Ladakh stand-off shows India sorely needs strategic and border studies
One of the most shocking episodes of the 1962 conflict with China was the fact that Indian officers on the ground, particularly the commanders of the 7 Infantry Brigade and the 4 Division, had to beg Delhi for a map of the area they had to defend. It is said that a senior officer had to once draw a map on a piece of paper for his troops who had to establish a new post.
The Directorate of Military Operations and the Ministry of External Affairs’ Historical Division kept promising that the maps would soon be provided, but till the massive Chinese attack on the Indian forces in the Tawang sector on October 20, 1962, the maps never came.
Fifty-eight years on, as a disengagement of the Chinese forces is said to be taking place in Ladakh, is the situation really better?
It is not certain. For instance, the Indian troops have no maps of the Line of Actual Control (LoAC), only ‘perceptions’. This is undoubtedly a serious failure for those who have been negotiating with China.
There is also unfortunately a lack of strategic thinking (and training) among the diplomats posted in South Block.
One aspect is definitely worse today than in 1962. In the 1990s, it was decided to close down the MEA’s Historical Division – it was not required, it was thought, as all-knowing officers understood everything and did not need to be briefed on the historical intricacies of any particular situation.
Since then, the MEA does not have a Historical Division and the Boundary Cell is only manned by a very junior Army officer.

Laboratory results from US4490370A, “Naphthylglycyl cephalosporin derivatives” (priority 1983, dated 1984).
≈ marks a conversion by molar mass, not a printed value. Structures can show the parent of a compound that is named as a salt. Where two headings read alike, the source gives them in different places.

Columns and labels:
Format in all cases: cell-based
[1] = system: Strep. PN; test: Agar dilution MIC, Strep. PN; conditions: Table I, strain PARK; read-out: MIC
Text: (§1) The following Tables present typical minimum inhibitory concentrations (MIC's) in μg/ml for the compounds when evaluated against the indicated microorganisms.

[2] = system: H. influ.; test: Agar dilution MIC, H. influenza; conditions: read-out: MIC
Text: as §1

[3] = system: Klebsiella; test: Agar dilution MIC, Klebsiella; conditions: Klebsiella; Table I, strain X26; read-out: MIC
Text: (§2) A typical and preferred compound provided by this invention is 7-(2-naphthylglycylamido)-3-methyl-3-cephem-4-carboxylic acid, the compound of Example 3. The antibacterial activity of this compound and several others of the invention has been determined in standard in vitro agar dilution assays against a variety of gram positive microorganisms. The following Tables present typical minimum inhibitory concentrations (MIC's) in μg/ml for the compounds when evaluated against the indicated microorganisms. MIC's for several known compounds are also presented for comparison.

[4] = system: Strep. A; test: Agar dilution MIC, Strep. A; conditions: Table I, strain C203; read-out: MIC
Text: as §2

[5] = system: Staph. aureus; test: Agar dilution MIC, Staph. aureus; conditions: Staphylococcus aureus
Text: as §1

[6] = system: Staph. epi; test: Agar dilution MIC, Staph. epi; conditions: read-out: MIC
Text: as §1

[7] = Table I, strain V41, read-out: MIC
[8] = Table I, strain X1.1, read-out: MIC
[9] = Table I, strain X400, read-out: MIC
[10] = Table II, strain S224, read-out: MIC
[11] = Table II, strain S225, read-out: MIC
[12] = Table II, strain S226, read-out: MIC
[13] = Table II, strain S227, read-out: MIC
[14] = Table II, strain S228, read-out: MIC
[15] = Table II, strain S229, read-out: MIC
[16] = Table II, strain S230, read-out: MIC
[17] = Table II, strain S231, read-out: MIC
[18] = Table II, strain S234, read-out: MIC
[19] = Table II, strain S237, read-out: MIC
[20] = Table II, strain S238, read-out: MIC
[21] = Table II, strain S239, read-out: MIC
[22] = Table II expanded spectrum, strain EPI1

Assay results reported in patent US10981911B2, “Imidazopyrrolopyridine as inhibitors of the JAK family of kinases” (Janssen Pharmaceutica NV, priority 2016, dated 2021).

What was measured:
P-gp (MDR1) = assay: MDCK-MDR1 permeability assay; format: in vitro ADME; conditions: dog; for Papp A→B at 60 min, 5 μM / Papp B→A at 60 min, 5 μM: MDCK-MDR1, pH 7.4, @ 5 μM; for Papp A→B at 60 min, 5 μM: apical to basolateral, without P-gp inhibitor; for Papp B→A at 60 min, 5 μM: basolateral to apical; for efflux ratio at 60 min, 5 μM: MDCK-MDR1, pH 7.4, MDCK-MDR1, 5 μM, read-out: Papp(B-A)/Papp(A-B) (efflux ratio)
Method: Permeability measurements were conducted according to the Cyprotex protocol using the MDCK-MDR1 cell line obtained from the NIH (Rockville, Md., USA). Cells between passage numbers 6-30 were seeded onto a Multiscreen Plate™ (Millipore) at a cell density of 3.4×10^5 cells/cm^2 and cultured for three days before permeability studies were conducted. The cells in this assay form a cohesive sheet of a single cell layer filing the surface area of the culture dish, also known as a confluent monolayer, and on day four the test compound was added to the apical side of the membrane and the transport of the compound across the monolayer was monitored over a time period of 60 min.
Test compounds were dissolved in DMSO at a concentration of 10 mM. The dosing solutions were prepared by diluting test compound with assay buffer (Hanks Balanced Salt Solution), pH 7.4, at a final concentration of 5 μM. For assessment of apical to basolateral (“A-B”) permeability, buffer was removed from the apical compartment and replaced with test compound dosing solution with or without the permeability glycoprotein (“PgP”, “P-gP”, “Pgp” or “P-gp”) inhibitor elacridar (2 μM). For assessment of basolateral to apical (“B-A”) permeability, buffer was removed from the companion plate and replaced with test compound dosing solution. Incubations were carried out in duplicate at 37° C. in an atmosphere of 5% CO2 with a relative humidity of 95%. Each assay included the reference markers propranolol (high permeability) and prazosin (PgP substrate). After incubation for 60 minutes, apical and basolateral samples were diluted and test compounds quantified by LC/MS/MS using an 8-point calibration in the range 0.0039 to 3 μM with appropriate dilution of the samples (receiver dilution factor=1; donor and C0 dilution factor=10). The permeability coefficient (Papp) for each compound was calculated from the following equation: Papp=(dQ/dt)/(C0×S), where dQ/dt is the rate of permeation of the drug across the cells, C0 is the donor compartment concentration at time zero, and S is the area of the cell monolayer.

The present events in Ladakh have shown us that in today’s world, nobody can fight just an infantry battle, even if it is backed by a diplomacy able to bring back a semblance of “peace and tranquillity” post-conflict.
India should take a leaf out of the classic ‘Unrestricted Warfare”, written by Sr Col Qiao Lang and Wang Xiangsui some two decades ago. The Chinese officers advocated “Ten Thousand Methods Combined as One”; they believed that “the struggle for victory will take place on a battlefield, beyond the battlefield”.
Historical and strategic knowledge are a must – they are part of modern warfare.
It is also high time that the defence ministry’s newly created Department of Military Affairs set up its own cell or directorate for the history of the Indian borders. How can officers be sent with important responsibilities on the borders without proper historical background?
There is one more reason why the Indian National Defence University (INDU) should be made functional at the earliest. In September 2019, The Times of India wrote: “Fifty-two years after it was first mooted and over six years after its foundation stone was laid, the Indian National Defence University is still missing in action due to politico-bureaucratic apathy and wrangling.”
The INDU was first mooted in 1967. It was advocated by the Adi Sethna Committee (1980) and the Kargil Review Committee (1999), and the foundation stone was laid at Binola (near Gurgaon) in Haryana on May 23, 2013, by then PM Manmohan Singh. The construction of the main building and teaching infrastructure cannot commence till the INDU Act, 2015 is passed by Parliament. Apparently it is still awaiting approval from the Union cabinet!
Interestingly, while 66% students were to be from the armed forces, 33% were to come from other government agencies, police and civilians. Why can’t it be made compulsory for diplomats who will deal with border areas, to attend courses for a year or two? And perhaps, as important as the institutions is a change of mindset in the bureaucracy.
Quite a challenge!